Andrew Gelman has a post from last week that discusses the value of preregistration of studies as being akin to the value of random sampling and RCTs that allow you to make inferences without relying on untestable assumptions. His argument, which is nicely described in this paper, is that we don’t need to assume nefarious practices by study authors, such as specification searching, selective reporting, etc. to worry about the p-value reported in the paper we’re reading being correct.
Instead, our worry can simply be a function of the fact that the analysis that was performed, even if it was only one analysis of the data at hand, is likely a function of the data itself. Had you drawn another sample, you might do a different analysis given those data at hand. It’s not hard to come up with examples, two proxy variables for the same concept may have different levels of noise in different data sets, so the least noisy one (correctly or not) may get chosen for the analysis. Or, if you find a main effect, you may not look for heterogeneity, but if you don’t, you might. But, that is exactly what violates the interpretation of the p-value of your test…
Now to the analogy between random sampling, randomized controlled trials, and preregistration:
I agree with this. A few more thoughts, both regarding issues that come up in the rest of the post and the usually excellent comments section and a couple contributions of my own:
"Just as a serious social science journal—or even Psychological Science or PPNAS—would never accept a paper on sampling without some discussion of the representativeness of the sample, and just as they would never accept a causal inference based on a simple regression with no identification strategy and no discussion of imbalance between treatment and control groups, so should they not take seriously a p-value without a careful assessment of the assumptions underlying it.
Or you can have random sampling, or you can have a randomized experiment, or you can have preregistration. These are methods of design of a study that make analysis less sensitive to assumptions."
As Gelman notes, a pre-analysis plan (PAP) is no guarantee for internal validity: things can go wrong even after a pre-analysis plan, such as non-response, non-compliance, unanticipated patterns in the data, etc. What to do then?
- As mentioned in the comments, depart from your PAP in a clear and transparent way
- Lin and Green (2016) describe the idea of standard operating procedures that were not covered by the PAP. What that might look like is here, by Lin, Green, and Coppock 2015). At least, if you find yourself in a situation that was unexpected or you had not thought about, you can revert to this if it is covered therein.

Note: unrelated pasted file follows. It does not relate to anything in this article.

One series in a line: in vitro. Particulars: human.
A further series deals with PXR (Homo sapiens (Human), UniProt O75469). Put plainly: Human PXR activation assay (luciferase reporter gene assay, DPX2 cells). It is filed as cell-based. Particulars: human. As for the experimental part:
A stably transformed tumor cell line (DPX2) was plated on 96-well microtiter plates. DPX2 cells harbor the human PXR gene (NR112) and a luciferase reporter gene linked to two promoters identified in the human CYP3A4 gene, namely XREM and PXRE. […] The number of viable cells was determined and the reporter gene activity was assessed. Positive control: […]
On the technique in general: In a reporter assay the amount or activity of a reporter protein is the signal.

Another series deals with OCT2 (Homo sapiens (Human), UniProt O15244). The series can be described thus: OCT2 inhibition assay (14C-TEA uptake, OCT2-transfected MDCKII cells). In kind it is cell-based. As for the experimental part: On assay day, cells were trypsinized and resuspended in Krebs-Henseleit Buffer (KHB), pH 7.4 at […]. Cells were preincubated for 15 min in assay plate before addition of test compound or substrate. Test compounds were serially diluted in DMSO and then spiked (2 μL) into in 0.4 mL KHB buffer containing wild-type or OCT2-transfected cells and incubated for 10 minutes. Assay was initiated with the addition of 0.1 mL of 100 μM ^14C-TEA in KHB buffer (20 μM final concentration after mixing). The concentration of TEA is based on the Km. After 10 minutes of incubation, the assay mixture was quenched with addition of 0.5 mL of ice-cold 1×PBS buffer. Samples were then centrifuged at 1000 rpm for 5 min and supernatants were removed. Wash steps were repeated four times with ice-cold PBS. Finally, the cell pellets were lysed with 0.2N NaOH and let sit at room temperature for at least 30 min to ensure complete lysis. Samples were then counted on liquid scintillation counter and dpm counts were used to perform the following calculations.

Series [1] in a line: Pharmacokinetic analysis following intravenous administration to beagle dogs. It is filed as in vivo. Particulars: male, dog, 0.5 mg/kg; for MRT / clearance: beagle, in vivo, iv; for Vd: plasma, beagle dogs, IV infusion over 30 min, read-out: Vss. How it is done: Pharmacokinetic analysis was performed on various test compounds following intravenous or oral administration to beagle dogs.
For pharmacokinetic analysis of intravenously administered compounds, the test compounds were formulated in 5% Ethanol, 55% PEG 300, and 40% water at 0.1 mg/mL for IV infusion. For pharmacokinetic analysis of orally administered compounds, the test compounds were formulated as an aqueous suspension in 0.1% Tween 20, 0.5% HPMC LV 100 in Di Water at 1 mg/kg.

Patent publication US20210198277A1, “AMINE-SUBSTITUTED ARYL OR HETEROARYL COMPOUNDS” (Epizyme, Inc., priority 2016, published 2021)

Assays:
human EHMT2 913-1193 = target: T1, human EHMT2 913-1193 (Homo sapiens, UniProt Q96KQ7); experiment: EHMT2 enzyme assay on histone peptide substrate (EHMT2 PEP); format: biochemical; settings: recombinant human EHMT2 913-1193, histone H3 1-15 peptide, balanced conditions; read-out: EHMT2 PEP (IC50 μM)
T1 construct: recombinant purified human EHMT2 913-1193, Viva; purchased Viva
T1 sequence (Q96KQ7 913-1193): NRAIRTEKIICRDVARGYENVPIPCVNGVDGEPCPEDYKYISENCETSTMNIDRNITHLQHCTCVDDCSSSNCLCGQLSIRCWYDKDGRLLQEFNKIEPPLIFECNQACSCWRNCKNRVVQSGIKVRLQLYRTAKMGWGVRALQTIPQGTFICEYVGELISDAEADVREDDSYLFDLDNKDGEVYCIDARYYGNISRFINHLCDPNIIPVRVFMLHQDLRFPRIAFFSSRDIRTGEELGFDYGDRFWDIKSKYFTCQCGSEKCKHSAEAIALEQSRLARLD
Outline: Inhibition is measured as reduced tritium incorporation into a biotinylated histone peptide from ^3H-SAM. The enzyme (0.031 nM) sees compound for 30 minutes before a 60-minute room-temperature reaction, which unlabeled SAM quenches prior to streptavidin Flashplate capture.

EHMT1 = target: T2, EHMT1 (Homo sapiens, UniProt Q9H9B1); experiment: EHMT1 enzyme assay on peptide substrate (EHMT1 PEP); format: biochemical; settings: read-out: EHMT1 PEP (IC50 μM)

- A pre-analysis plan should likely be the exact code that turns the raw data into clean data and then runs the exact analysis that you have pre-specified. This may be difficult to do ex ante, but departing from the PAP, as we said before, is not the end of the world – just do it transparently and explain the reason(s). Using baseline data to get an idea of the data and then writing the PAP for the follow-up analysis does not strike me as cheating. If you had not written a PAP beforehand, you could also have only a random sub-sample of your data revealed to you, examine those data to make your decisions about data cleaning and analysis, and then report the results on the rest of your data.
- These days, it is not uncommon to receive referee requests from journal editors for studies that have pre-analysis plans, which were not followed in the manuscript submitted. Reading papers like that, which usually come with appendices with number of pages in triple digits, can be annoying to say the least. But, then, one can understand the authors’ motivations and reasoning: journal articles in economics do not have templates for such reporting. Rather, they tell a story with a narrative. Ben Olken has written about the difficulty of putting together a PAP here. I don’t have a solution here, but if we are to have papers that adhere to the PAP, PAPs have to be shorter and economics papers need the equivalent of CONSORT guidelines. Then, you can have secondary papers – perhaps in another journal (or, in the same journal, but as a separate paper clearly demarcated as secondary analysis) that accompany the straight-laced first one. That way, you can have a PAP but also do what Olken nicely describes in his paper: “Hypotheses are often themselves conditional on the realizations of other, previous hypothesis tests: the precise statistical question a paper might tackle in Table 4 depends on the answer that was found in Table 3; the question posed in Table 5 depends on the answer in Table 4, and so on.”
This is all fair, but what makes PAPs more needed than ever also makes them more difficult to write and puts a fair amount of burden on reviewers. Let us know next time you get a 40-page paper to review that comes with a 120-page appendix, including a PAP. If there are enough accounts of different issues that arise, different experiences, and thoughts, we can publish them here…
“To my mind, the analogy between random sampling, random assignment, and preregistration is excellent. These are three parallel ideas, and to me it seems like just an accident of history that the first two of these ideas are in every statistics textbook and are considered the default approach, whereas the third idea is only recently gaining popularity. Perhaps this has to do with analyses becoming open-ended. Perhaps fifty years ago there were fewer choices in data collection, processing, and analysis—fewer “researcher degrees of freedom”—so the implicit assumption underlying naively computed p-values was closer to actual practice.”